How Much Do You Need?
You should get a minimum of 10% of your daily calories from protein. (For a target of grams, multiply your weight in pounds by 0.36.) And you want it from a variety of sources throughout the day: A tub of low-fat Greek yogurt for breakfast has about 20 grams; a serving of skinless chicken breast at lunch, about 25 grams; and a cup of black beans in your dinner, about 15 grams. Your body breaks down and reuses the protein in many ways.
One of the most common signs that you’re not getting enough protein is swelling (also called edema), especially in your abdomen, legs, feet, and hands. A possible explanation: The proteins that circulate in your blood — albumin, in particular — help keep fluid from building up in your tissues. But many things can cause edema, so be sure to check with your doctor in case it’s more serious.
Your brain uses chemicals called neurotransmitters to relay information between cells. Many of these neurotransmitters are made of amino acids, which are the building blocks of protein. So a lack of protein in your diet could mean your body can’t make enough of those neurotransmitters, and that would change how your brain works. With low levels of dopamine and serotonin, for example, you may feel depressed or overly aggressive.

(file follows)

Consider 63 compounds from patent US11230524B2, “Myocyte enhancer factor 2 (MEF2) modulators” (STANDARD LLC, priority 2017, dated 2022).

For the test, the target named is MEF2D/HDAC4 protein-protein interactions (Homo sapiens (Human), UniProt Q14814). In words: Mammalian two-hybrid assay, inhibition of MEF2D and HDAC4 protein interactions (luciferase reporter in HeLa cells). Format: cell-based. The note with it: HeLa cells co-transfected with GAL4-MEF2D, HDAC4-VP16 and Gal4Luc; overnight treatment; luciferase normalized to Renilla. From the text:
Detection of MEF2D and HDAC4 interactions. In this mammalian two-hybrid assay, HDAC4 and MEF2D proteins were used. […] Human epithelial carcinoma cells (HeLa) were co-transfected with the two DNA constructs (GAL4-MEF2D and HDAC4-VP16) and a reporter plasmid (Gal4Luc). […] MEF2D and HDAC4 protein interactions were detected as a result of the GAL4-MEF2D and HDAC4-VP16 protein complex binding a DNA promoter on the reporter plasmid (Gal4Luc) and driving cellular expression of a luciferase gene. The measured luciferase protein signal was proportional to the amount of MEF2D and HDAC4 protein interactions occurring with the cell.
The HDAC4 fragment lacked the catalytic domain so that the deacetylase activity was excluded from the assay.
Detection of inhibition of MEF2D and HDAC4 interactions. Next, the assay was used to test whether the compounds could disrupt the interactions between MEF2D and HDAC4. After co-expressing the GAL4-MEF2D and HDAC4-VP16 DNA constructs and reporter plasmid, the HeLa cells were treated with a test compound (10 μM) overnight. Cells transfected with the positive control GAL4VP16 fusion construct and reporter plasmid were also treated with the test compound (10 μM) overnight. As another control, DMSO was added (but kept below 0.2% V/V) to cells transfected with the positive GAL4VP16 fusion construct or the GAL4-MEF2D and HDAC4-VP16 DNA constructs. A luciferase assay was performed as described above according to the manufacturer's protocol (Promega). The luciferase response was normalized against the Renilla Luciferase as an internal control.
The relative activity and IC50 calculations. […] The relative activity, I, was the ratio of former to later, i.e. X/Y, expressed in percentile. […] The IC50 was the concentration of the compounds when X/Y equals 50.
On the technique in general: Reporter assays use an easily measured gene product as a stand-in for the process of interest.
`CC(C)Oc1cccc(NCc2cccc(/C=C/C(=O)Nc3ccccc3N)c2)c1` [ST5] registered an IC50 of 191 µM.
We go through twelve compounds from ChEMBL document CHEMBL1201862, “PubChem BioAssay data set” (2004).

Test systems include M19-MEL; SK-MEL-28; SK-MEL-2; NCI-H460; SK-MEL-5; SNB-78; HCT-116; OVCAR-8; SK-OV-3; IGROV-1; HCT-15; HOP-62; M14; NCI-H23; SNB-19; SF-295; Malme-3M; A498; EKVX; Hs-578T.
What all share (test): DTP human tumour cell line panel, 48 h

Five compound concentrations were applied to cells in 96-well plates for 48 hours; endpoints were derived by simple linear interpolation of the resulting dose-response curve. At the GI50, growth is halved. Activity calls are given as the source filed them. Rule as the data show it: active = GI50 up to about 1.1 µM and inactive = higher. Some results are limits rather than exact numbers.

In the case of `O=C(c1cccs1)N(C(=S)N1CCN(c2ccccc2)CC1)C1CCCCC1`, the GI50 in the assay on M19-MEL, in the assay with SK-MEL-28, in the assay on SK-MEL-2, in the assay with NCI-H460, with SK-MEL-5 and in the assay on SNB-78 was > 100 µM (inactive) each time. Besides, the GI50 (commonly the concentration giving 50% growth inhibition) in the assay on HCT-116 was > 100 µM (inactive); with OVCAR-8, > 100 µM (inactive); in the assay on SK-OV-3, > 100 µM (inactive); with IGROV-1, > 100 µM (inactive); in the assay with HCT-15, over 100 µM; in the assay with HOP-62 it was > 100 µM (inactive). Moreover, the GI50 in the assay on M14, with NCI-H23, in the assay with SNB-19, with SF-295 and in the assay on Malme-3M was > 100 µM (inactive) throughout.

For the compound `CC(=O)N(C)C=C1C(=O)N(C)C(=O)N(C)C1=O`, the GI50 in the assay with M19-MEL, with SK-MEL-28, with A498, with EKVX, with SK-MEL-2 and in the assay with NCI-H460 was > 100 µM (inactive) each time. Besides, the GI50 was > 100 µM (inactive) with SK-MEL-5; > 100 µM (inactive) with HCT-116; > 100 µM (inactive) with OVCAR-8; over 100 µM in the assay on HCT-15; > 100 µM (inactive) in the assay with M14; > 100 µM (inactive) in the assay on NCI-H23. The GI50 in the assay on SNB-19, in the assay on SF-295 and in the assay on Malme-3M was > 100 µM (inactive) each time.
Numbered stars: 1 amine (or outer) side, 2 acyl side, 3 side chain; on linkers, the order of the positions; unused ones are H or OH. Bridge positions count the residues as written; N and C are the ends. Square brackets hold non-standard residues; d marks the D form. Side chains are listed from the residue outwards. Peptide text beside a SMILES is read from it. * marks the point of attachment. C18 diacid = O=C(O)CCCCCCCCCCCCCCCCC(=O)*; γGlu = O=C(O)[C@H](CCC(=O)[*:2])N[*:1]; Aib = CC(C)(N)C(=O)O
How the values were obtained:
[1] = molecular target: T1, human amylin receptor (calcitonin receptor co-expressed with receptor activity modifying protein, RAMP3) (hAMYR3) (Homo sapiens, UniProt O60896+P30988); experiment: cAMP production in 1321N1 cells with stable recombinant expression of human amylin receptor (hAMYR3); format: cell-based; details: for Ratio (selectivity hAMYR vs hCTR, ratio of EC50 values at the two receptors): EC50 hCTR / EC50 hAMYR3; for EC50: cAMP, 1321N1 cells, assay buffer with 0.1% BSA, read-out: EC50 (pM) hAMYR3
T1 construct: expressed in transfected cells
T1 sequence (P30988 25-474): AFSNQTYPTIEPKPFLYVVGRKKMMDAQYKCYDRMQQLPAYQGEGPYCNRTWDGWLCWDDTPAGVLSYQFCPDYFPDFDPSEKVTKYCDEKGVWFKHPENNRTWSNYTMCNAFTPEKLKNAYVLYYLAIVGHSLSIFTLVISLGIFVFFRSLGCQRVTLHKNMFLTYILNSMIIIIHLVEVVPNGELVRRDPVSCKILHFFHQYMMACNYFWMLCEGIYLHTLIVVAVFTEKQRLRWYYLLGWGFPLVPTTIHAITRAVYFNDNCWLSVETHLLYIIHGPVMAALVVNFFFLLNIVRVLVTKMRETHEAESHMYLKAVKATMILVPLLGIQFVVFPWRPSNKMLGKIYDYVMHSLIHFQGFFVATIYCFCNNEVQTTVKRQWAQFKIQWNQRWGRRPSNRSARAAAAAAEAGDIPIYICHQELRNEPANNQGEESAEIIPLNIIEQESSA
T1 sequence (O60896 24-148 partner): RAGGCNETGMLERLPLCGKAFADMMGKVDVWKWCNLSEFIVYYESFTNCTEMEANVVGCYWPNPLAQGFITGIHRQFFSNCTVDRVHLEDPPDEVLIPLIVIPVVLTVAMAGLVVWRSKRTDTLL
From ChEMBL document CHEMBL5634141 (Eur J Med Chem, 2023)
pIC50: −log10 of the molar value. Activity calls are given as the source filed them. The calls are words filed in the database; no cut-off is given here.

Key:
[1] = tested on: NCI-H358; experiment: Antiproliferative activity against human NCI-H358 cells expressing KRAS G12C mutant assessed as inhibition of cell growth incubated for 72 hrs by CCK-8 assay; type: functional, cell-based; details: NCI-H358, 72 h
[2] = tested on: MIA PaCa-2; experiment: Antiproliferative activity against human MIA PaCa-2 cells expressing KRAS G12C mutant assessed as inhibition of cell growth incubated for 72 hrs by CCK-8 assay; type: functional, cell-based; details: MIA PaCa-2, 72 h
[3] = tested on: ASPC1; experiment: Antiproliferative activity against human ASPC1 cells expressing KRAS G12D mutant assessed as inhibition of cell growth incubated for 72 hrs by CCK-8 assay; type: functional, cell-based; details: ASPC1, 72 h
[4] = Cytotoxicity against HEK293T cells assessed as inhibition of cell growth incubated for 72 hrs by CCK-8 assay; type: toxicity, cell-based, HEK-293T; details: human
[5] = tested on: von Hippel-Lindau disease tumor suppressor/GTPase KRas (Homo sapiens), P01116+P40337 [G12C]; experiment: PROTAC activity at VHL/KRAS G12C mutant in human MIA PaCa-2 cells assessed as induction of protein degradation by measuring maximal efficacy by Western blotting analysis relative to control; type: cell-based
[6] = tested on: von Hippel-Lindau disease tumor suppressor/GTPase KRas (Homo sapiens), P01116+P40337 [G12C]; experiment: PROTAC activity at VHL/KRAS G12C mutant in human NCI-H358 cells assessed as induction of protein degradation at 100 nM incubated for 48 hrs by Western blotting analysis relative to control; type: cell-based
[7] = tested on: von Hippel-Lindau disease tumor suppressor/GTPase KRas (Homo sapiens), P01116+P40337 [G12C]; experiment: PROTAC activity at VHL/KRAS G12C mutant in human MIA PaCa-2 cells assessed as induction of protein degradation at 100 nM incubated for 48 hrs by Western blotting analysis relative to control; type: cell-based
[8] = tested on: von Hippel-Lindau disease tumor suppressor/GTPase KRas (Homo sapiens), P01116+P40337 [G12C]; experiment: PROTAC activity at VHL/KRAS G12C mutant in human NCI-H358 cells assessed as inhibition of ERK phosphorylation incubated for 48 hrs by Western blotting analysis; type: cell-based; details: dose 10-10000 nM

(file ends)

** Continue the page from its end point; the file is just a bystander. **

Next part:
Hair, Nail, and Skin Problems
These are made up of proteins like elastin, collagen, and keratin. When your body can’t make them, you could have brittle or thinning hair, dry and flaky skin, and deep ridges on your fingernails. Your diet isn’t the only possible cause, of course, but it’s something to consider.
Weakness and Fatigue
Research shows that just a week of not eating enough protein can affect the muscles responsible for your posture and movement, especially if you’re 55 or older. And over time, a lack of protein can make you lose muscle mass, which in turn cuts your strength, makes it harder to keep your balance, and slows your metabolism. It can also lead to anemia, when your cells don’t get enough oxygen, which makes you tired. Read more